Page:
After showing us that a sequel to Taken is just Taken 2: Taken Harder, Luc Besson decided to try his hand at a mob movie, but with his own twist. So Robert De Niro is in yet another mob movie, but this time he’s a former mobster who gave up information to the CIA and is now in witness protection and hunted by his former criminal allies. His family and CIA handlers are filled with people you’ve seen before but haven’t been in a big name movie that you care about in a while. The Family wants to ask you, what happens when you try and make a mobster live a normal life?
Sure, you expect mobster Robert De Niro to not be a great guy, but his wife, son and daughter are all borderline sociopathic monsters. His wife, played by Michelle Pfeiffer, blows up a grocery store in the first twenty minutes. His son quickly assess the social structure of his high school and quickly dominates all of the seedy aspects of it. His daughter, played by the lead cheerleader from Glee, beats the shit out of some students for hitting on her in a way only gross teenagers can. Yet De Niro manages to out scumbag everyone.
If Luc Besson’s goal was to make you care about an awful person, he succeeded in spades. Giovanni Manzoni is a scumbag who beats people that annoy him and kills people if he thinks it will solve his problems. He’s charismatic and charming enough to make you care though, I found myself wanting him to win, but knowing that if he died, he absolutely deserved it. There are no heroes in the main cast. Sure, the CIA agents seem like nice guys, but they’re just kind of there, except for Tommy Lee Jones.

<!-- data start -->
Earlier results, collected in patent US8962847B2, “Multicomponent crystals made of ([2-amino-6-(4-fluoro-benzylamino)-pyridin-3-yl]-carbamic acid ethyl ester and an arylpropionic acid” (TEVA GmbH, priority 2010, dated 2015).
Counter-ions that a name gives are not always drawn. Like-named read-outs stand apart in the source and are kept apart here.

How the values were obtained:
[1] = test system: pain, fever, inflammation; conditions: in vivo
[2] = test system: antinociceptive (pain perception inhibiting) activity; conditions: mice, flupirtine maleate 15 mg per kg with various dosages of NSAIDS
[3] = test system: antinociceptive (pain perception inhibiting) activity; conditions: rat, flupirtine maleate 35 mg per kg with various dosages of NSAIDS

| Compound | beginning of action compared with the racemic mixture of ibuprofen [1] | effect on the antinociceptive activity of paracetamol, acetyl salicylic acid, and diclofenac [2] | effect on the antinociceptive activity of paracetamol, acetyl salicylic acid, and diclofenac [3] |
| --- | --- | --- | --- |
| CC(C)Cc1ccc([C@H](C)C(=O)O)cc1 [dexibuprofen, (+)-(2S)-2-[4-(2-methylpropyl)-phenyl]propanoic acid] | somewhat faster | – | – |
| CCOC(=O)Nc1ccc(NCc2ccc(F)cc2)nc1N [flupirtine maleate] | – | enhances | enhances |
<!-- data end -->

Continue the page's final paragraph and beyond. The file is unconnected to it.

There is a fantastic scene involving a certain movie that is so wonderful, but it also highlights some of the problems beyond some severe pacing issues towards the end. As wonderful and brought to life these characters are, we know so little about them. While it wouldn’t necessarily be a problem, they are constantly hinting at a fascinating and deep backstory behind everything. There’s a particular scene between the lead hitman and Manzoni’s daughter at the end that seems to indicate so much more, yet is never explained. Whether they decided to cut the backstories and fill that 30 minutes with that boring block in the middle or if the script was just lacking could be possible.
As much as The Family tries to be the next great mob movie, it kept falling short. It successfully softened the sociopath, but it failed to provide well explained character motivation and backstories that, while we would usually be fine without, were hinted at to the point of frustration. There is plenty of fun to be had, just as long as you’re willing to sit through a sudden a lengthy bit of borderline nothing and red herrings until the explosive finale happens. Just like From Paris With Love, Luc Besson made an enjoyable movie, but The Family isn’t anything spectacular.
In Theaters: September 13, 2013
Runtime: 110 min
Rating: Rated R for violence, language and brief sexuality
Director: Luc Besson
Cast: Robert De Niro, Michelle Pfeiffer , Tommy Lee Jones, Dianna Agron
Genre: Action, Comedy, Crime
Distributor: Relativity Media
Official Site: https://www.facebook.com/TheFamilyMovie?fref=ts